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Seven Films to Watch at the 2013 Tribeca Film Festival: Israel's 'Big Bad Wolves,' 'Six Acts,' and More

Thompson on Hollywood By David D'Arcy | Thompson on Hollywood April 17, 2013 at 2:59PM

As always, the feature films at Tribeca (April 17-28) are a mixed bag, which makes it difficult to identify trends. That said, think horror and Israel, and the broader Middle East. The Israelis are back with two features (one a world premiere) that are sure to get attention. Whether they warm anyone’s heart toward Israel is another question.
1

"Dark Touch"
"Dark Touch"
"Dark Touch," Marina De Van. France/Ireland, 2013, 90 minutes

Mining one of Tribeca’s proven strengths – albeit not too deeply, Carrie -- Part Deux comes from this French horror director, as the furniture speaks the deadly truths that can’t be uttered, at speeds that can and do kill.  Pretentious enough? Ireland is the location of a child’s telekinetic revenge on those around her. Young Neve is uneasy in this world. Eventually we find out why, after her parents are killed when their haunted house implodes. Then another home where a well-meaning family shelters Neve also comes apart.  There are more unseen impulses than you can shake a chair at in this dreadfully humorless exercise in designer special effects. Performances are poker-faced, although the logistics are all executed right – you’ll be laughing at the seriousness of it all. 

 

"Before Snowfall," Hisham Zaman, Germany/Norway, 105 minutes

"Before Snowfall" looks like a horror film when young Siyar (Taher Abdullah Taher) is wrapped in plastic and submerged in a tanker truck so he can sneak out of Iraq and into Turkey. His goal in this road saga by the Kurdish director Hisham Zaman is to avenge the honor of his family after his sister deserts her husband to be before their entire village assembles for a wedding.  The journey takes him all the way to Norway – the film premiered at the Trondheim Film Festival there – and it’s safe to say that this is not a trip that you would want make by hitch-hiking.  The illegal foreigner’s journey through Europe is now a staple of the festival circuit. This new one shows you the lengths to which people will go  -- here, however, it’s nota finding a job, but about serving a venerable and despicable tradition of murdering women who are perceived by man to have brought dishonor upon a family. Be prepared for a twist once young Siyar reaches his destination.  Fine cinematography here – from radiant landscapes in Kurdistan to the claustrophobic inside of trucks.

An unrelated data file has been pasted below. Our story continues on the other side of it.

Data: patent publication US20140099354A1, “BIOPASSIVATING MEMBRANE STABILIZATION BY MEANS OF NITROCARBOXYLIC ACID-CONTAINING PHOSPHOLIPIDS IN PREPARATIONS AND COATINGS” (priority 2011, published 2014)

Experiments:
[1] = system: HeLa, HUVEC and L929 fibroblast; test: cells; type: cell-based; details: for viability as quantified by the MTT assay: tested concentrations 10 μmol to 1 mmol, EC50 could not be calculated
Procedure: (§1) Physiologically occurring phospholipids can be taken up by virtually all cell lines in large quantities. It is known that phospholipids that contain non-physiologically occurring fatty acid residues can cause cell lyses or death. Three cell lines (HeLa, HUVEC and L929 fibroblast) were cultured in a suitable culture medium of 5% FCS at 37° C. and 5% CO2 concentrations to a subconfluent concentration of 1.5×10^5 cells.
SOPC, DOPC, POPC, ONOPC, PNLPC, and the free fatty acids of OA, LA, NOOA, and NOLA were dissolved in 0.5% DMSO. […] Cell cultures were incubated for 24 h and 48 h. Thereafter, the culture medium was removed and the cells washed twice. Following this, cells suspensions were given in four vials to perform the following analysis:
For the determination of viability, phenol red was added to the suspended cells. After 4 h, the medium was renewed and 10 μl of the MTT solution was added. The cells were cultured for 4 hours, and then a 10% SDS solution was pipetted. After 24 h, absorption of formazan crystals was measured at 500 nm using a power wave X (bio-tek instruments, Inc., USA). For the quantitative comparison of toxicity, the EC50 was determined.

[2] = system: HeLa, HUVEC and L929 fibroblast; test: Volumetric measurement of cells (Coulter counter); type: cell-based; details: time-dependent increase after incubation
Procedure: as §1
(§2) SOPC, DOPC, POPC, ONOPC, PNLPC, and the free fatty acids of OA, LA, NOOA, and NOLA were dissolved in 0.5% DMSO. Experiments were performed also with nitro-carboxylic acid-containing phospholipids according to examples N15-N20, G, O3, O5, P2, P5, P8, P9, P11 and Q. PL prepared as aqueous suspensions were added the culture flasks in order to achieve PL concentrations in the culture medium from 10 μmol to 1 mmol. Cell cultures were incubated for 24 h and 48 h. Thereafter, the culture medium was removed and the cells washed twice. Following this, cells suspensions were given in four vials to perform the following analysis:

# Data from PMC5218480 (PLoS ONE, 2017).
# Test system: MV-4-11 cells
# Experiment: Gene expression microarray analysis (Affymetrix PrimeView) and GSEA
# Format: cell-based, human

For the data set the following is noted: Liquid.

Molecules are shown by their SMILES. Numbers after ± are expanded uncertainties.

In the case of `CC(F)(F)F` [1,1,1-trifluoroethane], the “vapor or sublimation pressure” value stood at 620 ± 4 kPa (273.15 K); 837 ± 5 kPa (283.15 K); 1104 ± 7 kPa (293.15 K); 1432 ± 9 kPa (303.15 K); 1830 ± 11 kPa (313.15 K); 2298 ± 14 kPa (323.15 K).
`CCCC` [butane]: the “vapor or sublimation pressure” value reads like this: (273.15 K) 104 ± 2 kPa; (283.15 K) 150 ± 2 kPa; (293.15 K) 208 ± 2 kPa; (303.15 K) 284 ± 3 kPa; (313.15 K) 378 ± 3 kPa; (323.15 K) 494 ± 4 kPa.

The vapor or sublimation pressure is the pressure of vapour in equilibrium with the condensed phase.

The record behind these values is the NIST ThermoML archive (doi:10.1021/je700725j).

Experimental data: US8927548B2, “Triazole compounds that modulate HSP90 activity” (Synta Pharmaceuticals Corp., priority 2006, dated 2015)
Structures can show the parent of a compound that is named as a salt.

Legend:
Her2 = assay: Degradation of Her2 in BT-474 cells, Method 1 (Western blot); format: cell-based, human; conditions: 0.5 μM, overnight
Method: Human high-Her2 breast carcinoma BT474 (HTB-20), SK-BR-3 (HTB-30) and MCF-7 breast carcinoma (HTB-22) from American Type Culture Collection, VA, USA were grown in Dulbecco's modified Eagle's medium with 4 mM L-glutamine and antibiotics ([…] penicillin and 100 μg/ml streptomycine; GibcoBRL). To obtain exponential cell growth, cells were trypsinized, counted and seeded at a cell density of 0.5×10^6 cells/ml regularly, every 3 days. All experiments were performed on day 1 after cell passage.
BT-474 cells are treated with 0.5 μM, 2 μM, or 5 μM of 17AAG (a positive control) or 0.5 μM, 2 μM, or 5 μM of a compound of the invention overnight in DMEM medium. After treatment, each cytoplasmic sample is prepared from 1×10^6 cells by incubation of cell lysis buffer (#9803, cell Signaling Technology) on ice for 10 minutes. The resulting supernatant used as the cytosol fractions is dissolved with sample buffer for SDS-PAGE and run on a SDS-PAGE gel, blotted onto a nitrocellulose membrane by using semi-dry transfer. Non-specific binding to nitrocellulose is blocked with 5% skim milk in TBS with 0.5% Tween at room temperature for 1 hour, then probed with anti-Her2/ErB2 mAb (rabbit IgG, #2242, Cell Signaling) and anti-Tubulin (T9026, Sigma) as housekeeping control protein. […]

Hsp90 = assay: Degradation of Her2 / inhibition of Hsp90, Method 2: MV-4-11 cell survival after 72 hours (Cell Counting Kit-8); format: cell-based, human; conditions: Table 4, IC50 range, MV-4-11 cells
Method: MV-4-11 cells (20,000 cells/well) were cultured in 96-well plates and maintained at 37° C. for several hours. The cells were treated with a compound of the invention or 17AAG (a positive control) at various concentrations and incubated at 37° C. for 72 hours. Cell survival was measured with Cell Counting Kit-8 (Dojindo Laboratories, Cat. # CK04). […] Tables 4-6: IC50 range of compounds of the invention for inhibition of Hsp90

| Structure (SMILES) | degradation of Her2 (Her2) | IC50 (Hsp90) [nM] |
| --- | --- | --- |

"Ali Blue Eyes"  -- Claudio Giovannesi, Italy, 2012

It used to be that Italian immigration sagas witnessed the toll of the internal immigration of poor rural illiterate southerners to the factories of the prosperous North (Rocco and His Brothers). Now Italy is absorbing immigrants from all over Africa and Eastern Europe, and turning many more away. Nader (Nader Sarhan) in Ali Blue Eyes is an Egyptian of 16 in this low-budget neo-neorealist tale inspired by a Pasolini poem, written to a boy named Ali. The story is boilerplate alienation of a kid from what we might now call the extended Middle East, caught between street mob culture and a conservative family. He’s also trapped among kids in bad schools with no jobs on the horizon, unless you call the Rumanian mafia a default employer – all in drab Italian settings, seasoned with zenophobia, that don’t appear in any magazine’s travel section. You wonder why Italians themselves aren’t still emigrating. Claudia Giovannesi gets the texture right, although you won’t get any of Pasolini’s poetry. Without that poetry, you get savagery, minus the nobility. Look for multiple Romeo and Juliet / West Side Story echoes. 

 

"Wadjda," Haifaa Al-Mansour, Germany, 2012, 97 minutes   

The first feature to be shot entirely in Saudi Arabia is a girl’s coming of age in Saudi society, which still denies basic rights to women. The eponymous Wadjda follows its title character (Reem Abdullah) from home, where her father’s rule is absolute, to a school run by women, where Wahabi Islam dictates behavior, and all the girls try to get away with something rebellious, no matter how small. The most minimal exercise of autonomy  -- riding a bike -- is a triumph for young Wadjda. Will this warm-hearted motivational story change anything close to Mecca? Probably not, since it was filmed mostly in interiors and on rooftops where no one could watch. For a movie shot on the run, the cinematography is remarkably vivid.  The religious police can’t be happy that Sony Classics is releasing Wadjda. Watch for a nomination for Reem Abdullah.

 

"Broken Circle Breakdown," Felix van Groeningen, Netherlands/Belgium, 2013

Berlin’s Audience Award winner is a teary crowd-pleaser set in what looks like a ranch where a Belgian bluegrass banjo player finds the tattooed cowgirl of his heart. No kidding. Before you can say Orange Blossom Special, Didier and Elise have a little girl, Maybelle. Their bliss breaks down when the adorable child gets cancer. If you aren’t won over by the heartbreak of it all – I wasn’t – the novelty of a Belgian bluegrass band might still be enough. Once again, every country has a tearjerker punctuated with goofy laughs like this one, if not dozens of them. Broken Circle Breakdown will still have a long run in US festivals.

This article is related to: Festivals, Tribeca Film Festival, Reviews


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